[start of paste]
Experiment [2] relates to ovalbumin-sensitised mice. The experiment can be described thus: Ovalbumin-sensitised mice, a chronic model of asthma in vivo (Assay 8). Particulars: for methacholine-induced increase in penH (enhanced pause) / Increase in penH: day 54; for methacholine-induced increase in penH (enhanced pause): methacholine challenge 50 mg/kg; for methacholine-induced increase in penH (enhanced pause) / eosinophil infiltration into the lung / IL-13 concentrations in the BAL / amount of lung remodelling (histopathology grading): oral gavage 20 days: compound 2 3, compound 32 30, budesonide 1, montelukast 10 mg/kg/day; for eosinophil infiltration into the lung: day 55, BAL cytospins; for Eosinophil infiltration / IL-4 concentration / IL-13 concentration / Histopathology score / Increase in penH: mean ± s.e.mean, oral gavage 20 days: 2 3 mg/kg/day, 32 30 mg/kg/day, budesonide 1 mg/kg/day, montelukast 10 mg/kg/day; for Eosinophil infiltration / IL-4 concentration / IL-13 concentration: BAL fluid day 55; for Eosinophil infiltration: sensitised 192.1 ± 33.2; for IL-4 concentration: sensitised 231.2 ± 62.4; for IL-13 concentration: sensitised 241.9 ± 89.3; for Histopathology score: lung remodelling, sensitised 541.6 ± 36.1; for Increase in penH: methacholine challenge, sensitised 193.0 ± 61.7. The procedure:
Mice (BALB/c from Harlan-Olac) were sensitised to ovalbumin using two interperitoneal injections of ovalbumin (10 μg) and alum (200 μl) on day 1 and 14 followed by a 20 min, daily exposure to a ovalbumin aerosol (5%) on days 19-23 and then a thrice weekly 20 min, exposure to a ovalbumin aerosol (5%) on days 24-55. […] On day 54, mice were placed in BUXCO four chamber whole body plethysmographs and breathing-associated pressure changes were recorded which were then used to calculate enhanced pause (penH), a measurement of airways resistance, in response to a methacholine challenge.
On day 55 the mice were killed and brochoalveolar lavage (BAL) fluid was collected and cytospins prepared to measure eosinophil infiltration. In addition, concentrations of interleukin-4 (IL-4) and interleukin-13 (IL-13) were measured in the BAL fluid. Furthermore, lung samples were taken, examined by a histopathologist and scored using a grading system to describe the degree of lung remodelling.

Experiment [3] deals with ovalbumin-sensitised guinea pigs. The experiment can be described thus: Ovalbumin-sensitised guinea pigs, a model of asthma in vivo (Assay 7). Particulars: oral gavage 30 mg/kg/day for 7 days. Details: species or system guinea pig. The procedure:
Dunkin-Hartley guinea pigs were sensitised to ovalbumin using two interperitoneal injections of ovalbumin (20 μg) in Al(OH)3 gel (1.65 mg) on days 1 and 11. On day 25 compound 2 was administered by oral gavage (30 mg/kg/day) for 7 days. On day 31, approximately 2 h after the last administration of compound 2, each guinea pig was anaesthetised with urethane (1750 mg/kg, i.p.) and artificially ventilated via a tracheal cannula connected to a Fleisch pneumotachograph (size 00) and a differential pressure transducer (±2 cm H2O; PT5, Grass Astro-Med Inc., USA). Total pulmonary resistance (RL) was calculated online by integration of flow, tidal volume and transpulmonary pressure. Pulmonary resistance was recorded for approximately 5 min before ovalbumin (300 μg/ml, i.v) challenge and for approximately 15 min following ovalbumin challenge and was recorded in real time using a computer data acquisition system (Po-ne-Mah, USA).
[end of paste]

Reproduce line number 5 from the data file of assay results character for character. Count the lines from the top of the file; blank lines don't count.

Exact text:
Dunkin-Hartley guinea pigs were sensitised to ovalbumin using two interperitoneal injections of ovalbumin (20 μg) in Al(OH)3 gel (1.65 mg) on days 1 and 11. On day 25 compound 2 was administered by oral gavage (30 mg/kg/day) for 7 days. On day 31, approximately 2 h after the last administration of compound 2, each guinea pig was anaesthetised with urethane (1750 mg/kg, i.p.) and artificially ventilated via a tracheal cannula connected to a Fleisch pneumotachograph (size 00) and a differential pressure transducer (±2 cm H2O; PT5, Grass Astro-Med Inc., USA). Total pulmonary resistance (RL) was calculated online by integration of flow, tidal volume and transpulmonary pressure. Pulmonary resistance was recorded for approximately 5 min before ovalbumin (300 μg/ml, i.v) challenge and for approximately 15 min following ovalbumin challenge and was recorded in real time using a computer data acquisition system (Po-ne-Mah, USA).